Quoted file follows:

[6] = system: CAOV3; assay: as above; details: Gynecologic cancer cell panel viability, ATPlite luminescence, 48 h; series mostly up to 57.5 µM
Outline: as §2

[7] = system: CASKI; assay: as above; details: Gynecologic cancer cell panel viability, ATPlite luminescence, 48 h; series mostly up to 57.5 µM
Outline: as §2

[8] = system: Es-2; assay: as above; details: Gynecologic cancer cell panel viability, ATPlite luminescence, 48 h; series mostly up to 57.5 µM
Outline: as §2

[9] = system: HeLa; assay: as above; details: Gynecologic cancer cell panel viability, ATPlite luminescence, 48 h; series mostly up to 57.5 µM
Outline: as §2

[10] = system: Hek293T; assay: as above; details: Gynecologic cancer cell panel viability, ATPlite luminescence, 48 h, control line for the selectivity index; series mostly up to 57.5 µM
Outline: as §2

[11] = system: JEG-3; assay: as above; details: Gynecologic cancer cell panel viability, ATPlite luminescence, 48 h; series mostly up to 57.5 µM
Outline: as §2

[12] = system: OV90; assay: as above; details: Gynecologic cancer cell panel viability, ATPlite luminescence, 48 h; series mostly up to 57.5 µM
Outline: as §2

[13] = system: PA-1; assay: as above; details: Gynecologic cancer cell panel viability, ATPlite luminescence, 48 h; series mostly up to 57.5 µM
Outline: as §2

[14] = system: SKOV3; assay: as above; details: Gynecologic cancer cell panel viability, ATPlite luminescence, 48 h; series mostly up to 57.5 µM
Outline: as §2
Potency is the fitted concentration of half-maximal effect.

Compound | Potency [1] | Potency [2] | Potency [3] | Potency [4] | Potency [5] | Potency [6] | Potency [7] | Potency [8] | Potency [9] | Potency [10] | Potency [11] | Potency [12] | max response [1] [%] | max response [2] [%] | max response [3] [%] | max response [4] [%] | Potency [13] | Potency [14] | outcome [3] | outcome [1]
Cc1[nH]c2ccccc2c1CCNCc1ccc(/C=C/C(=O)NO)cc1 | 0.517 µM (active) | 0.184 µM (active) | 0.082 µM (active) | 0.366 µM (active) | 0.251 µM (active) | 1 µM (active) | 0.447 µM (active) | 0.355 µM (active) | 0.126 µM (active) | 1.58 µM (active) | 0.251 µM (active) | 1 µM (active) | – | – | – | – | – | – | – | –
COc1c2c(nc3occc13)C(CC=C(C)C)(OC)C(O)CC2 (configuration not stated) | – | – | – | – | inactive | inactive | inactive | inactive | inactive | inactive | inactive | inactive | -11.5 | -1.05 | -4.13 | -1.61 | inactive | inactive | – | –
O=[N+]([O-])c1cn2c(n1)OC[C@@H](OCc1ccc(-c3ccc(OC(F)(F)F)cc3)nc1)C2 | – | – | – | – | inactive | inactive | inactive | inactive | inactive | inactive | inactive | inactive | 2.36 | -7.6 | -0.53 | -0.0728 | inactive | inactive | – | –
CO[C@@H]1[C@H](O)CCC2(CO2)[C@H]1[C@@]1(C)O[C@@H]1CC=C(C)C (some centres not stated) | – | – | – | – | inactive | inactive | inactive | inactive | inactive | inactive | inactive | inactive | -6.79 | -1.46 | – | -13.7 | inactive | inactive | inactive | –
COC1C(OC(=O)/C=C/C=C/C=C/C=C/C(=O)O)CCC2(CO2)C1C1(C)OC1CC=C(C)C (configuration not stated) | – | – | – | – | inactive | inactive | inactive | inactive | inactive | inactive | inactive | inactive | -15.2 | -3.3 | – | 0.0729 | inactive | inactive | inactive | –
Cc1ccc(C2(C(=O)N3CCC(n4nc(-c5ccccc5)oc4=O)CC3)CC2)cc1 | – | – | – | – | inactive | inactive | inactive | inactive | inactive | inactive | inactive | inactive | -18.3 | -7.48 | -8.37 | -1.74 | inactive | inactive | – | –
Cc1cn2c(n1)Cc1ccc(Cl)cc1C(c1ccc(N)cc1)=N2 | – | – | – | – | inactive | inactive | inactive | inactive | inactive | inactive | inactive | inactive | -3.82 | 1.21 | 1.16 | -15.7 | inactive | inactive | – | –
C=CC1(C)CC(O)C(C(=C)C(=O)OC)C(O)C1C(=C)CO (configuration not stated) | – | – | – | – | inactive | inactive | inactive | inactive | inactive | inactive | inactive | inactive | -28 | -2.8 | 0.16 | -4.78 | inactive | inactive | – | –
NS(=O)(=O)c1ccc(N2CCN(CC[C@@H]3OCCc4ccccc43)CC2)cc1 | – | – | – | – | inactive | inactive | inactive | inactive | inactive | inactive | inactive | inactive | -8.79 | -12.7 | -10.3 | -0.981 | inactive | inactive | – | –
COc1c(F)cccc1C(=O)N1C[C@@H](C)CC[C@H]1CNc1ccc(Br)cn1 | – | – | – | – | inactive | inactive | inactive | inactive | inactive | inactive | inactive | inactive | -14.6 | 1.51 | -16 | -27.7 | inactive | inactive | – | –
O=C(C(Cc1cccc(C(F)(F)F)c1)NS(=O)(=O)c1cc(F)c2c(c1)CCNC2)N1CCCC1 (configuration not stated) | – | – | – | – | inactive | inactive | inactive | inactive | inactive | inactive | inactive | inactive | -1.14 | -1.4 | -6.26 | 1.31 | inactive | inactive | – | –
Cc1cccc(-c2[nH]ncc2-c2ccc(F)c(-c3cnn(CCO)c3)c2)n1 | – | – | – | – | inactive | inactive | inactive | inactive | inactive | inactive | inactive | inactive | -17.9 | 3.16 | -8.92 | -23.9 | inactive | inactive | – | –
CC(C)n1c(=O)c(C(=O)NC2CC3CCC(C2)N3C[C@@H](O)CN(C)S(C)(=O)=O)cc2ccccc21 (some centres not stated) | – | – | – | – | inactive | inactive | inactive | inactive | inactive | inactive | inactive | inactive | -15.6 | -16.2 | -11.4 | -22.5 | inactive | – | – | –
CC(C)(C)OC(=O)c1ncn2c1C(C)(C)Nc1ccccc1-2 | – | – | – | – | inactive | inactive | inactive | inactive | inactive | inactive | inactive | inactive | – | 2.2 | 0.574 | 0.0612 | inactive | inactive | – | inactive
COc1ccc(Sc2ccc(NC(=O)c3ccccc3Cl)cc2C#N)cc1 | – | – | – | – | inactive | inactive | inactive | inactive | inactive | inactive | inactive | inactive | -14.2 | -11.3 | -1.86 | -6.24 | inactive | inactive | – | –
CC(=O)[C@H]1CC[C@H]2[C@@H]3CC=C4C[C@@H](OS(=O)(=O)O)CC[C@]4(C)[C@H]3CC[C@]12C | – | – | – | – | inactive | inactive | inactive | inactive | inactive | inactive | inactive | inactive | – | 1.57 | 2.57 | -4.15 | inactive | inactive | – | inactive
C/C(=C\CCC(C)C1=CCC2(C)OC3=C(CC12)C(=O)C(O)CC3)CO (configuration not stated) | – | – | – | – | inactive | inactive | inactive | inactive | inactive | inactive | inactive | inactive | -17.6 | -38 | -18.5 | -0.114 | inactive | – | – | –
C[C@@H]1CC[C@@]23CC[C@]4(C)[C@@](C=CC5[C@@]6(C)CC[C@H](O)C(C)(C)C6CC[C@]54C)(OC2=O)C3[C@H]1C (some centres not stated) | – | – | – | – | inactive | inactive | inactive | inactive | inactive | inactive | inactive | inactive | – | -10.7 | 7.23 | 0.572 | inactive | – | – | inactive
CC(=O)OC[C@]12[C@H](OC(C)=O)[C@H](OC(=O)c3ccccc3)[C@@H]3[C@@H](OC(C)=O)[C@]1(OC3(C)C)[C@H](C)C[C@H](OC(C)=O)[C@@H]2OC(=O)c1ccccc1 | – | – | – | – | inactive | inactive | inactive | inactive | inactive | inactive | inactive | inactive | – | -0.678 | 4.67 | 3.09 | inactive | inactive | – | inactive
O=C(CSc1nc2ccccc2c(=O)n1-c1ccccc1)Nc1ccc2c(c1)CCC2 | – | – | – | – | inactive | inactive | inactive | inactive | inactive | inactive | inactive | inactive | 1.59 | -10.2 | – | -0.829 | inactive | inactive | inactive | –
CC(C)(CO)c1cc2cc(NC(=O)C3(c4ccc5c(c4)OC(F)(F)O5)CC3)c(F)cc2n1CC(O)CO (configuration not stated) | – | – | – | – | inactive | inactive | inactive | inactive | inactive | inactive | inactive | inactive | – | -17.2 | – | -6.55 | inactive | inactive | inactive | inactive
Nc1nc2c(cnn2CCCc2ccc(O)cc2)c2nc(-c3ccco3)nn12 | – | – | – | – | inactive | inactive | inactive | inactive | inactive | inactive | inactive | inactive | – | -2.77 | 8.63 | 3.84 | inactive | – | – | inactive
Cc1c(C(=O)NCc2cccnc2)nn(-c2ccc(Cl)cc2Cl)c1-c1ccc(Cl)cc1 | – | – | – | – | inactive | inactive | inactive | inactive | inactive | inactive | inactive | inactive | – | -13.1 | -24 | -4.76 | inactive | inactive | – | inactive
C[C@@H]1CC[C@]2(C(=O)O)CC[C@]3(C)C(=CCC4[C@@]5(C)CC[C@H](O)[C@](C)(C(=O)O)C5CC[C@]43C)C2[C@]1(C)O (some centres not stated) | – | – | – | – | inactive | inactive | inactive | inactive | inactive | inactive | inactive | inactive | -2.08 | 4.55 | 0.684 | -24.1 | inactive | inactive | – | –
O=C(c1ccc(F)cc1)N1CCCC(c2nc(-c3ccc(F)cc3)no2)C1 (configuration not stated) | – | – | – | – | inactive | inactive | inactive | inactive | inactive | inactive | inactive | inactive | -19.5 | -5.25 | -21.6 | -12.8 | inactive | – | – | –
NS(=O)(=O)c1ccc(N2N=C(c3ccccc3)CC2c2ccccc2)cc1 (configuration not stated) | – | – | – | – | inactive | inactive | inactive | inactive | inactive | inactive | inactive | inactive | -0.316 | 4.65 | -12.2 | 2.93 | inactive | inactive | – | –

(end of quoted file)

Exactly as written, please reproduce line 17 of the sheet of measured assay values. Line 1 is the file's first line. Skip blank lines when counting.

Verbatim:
[14] = system: SKOV3; assay: as above; details: Gynecologic cancer cell panel viability, ATPlite luminescence, 48 h; series mostly up to 57.5 µM